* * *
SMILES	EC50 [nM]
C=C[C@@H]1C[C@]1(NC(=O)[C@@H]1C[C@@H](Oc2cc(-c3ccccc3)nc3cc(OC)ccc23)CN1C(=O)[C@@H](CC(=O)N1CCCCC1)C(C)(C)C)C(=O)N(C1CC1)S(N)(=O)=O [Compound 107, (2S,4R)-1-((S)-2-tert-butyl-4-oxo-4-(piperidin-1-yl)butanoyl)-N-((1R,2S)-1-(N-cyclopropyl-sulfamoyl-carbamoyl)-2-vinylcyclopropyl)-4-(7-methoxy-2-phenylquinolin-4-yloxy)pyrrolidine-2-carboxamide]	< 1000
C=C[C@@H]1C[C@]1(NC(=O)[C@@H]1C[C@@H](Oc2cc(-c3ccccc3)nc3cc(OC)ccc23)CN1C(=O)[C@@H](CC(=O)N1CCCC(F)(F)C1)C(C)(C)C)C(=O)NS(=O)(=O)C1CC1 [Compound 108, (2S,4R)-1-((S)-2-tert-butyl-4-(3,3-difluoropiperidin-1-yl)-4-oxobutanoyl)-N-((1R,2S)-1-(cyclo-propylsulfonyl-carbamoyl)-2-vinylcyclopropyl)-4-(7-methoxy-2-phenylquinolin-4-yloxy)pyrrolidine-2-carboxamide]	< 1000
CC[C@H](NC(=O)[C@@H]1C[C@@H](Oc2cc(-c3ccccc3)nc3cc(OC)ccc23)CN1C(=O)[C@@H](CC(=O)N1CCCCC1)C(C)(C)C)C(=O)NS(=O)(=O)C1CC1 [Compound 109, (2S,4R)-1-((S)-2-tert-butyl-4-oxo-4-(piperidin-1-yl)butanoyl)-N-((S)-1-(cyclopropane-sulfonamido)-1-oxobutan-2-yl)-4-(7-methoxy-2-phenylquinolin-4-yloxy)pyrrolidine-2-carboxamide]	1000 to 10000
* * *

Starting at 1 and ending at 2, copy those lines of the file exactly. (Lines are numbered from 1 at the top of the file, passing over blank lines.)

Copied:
SMILES	EC50 [nM]
C=C[C@@H]1C[C@]1(NC(=O)[C@@H]1C[C@@H](Oc2cc(-c3ccccc3)nc3cc(OC)ccc23)CN1C(=O)[C@@H](CC(=O)N1CCCCC1)C(C)(C)C)C(=O)N(C1CC1)S(N)(=O)=O [Compound 107, (2S,4R)-1-((S)-2-tert-butyl-4-oxo-4-(piperidin-1-yl)butanoyl)-N-((1R,2S)-1-(N-cyclopropyl-sulfamoyl-carbamoyl)-2-vinylcyclopropyl)-4-(7-methoxy-2-phenylquinolin-4-yloxy)pyrrolidine-2-carboxamide]	< 1000